Monday, December 10, 2007

Newsletter 7

Greetings Friends and Family from Rio again.

We are counting down the days until we have to hop back on an airplane and come back to our respective homes and places of work. Today is Monday and we leave on Saturday so we have five more days to make the most out of our time in Rio.

I hope you have all had a wonderful Thanksgiving and are preparing for Christmas and more time with family and loved ones. I am looking forward to not only family and friends but also SNOW and rediscovering winter clothes. My tank tops are looking a bit stretched out and ragged from four months of hand washing and active wear. It has been strange observing some of the things I miss most about life in the States. I think I'm really going to relish the freedom to be alone when I want and the ability to go places when and where I want with much fewer restrictions.

It has been since early November that I gave a lengthy newsletter and for that I'm very sorry. November has been a very involved month and December is even more busy. About a month ago we climbed Corcovado to the Christ statue. The climb was steep and jungley, lasted about 2 hours and most of the time we were climbing through a cloud. Once we committed, we couldn't see much of the statue because of the density of cloud cover, rain, and strong winds that threatened to blow us over the cliff edges. That was the first time I have been really cold in Brazil. But still it was such a memorable experience and I'm so glad we went.

A couple weeks ago we took all the Projecta Vidinha (orphanage) kids to a really big park to play futbol with the older kids and other games with the young kids. That was such a huge success. I played soccer non-stop that whole day. The kids beat up on me terribly but still my team was determined to get me to score. I preferred to play defense. A couple days before that was my birthday and then also I got a chance to play, this time under an over pass with the street kids with commuting business people occasionally walking through our make-shift playing field. On this particular day I scored three goals. Unfortunately those years of smoking and perhaps also being a bit high make the street kids slow enough that I could keep pace.

Ben, our servant team coordinator who has been in the U.S. since Mid October was finally granted student VISA so he was able to come home to Brazil on Wednesday. This was a huge relief to us all. We missed having him around terribly and he returned just in time to take us on our debriefing retreat to Angra, a beautiful beach town with hundreds of nearly abandoned islands. We left for that retreat on Thursday night after we helped run a Christmas party at Timonis (the favela kids program). The Christmas party was lots of fun. We decorated the place with lots of lights and streamers, had candy to give away, made mini pizzas, and had a huge supply of sodas. Each of us operated a carnival type game that the kids would rotate around to and receive points to redeem for a Christmas gift at the end. My game was a huge tub of sand with 10 marbles buried in it. The kids had a minute to dig through it and pull out all the marbles. They had a lot of fun with it but I was covered in mud by the end of the day. Mud because when sand settles on a really sweaty person it becomes mud. Oh, the power had gone out again so not only were the Christmas lights not lit but also none of our ceiling lights or fans were operational. On really hot days the electricity tends to go out. The wiring in illegal residency doesn't tend to be that great but many people are starting to own window air conditioning units that drain entire blocks of electricity. We're getting used to always being covered with a sticky film of sweat. Unfortunately the party ended on a sour note because of a police raid that was warring with the Drug Traffickers on the streets outside. We kept the kids inside with us until the area immediately surrounding us had quieted down a bit. Happy Birthday Jesus, right?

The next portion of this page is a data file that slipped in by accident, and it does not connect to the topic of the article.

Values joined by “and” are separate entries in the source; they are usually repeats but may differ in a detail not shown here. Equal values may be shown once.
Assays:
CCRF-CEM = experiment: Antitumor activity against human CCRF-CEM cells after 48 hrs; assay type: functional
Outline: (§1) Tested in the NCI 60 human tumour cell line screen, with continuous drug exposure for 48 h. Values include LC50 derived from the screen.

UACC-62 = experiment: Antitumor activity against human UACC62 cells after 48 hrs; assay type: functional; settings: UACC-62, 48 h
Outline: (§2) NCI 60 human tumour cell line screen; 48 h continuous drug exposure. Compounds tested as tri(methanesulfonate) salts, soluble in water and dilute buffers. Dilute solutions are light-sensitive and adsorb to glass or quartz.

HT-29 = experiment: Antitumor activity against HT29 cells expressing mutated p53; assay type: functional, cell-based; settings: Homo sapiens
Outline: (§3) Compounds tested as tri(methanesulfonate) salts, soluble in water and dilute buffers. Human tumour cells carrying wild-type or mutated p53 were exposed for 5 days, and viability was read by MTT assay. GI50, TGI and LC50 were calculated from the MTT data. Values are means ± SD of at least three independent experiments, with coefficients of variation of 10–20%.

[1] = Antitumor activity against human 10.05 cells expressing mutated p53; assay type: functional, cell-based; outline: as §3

Then we hurried home to clean up for the debriefing retreat to Mangaratiba and Angra dos Reis. We have a Brazilian friend who has a house not 100 yards from the ocean at Mangaratiba and he allowed us to invade his house again for this weekend. It is such a beautiful place unfortunately half the time it was raining. We still had a good time and spend a day and a half on the beach. Yesterday, for the last day of the retreat, we went to the bigger city of Angra to go on a boat trip to Ilha Grande (the big island) and to a couple small islands along the way with beautiful beaches. We also went snorkling at one point on the Ilha Grande. Yesterday was the perfect day to step back from our life in the favelas and from this time in Brazil to consider what God has done in our lives and what we have learned during these past four months.

We have just a few days left now. Next week I'll be back in Texas to the things that have always been familiar to me speaking a language I know. I can't wait to come back and reconnect with all of you. I can't wait to share in more detail some of the experiences I had and also to hear about what has been happening in your life since the last time we were together. If this letter wasn't too long for you check out this blog posting for more details from my days: http://jen-unconventionalwisdom.blogspot.com/2007/11/almost-over.html

Miss you all. I'll see you soon. May God bless your life this holiday season.
jp

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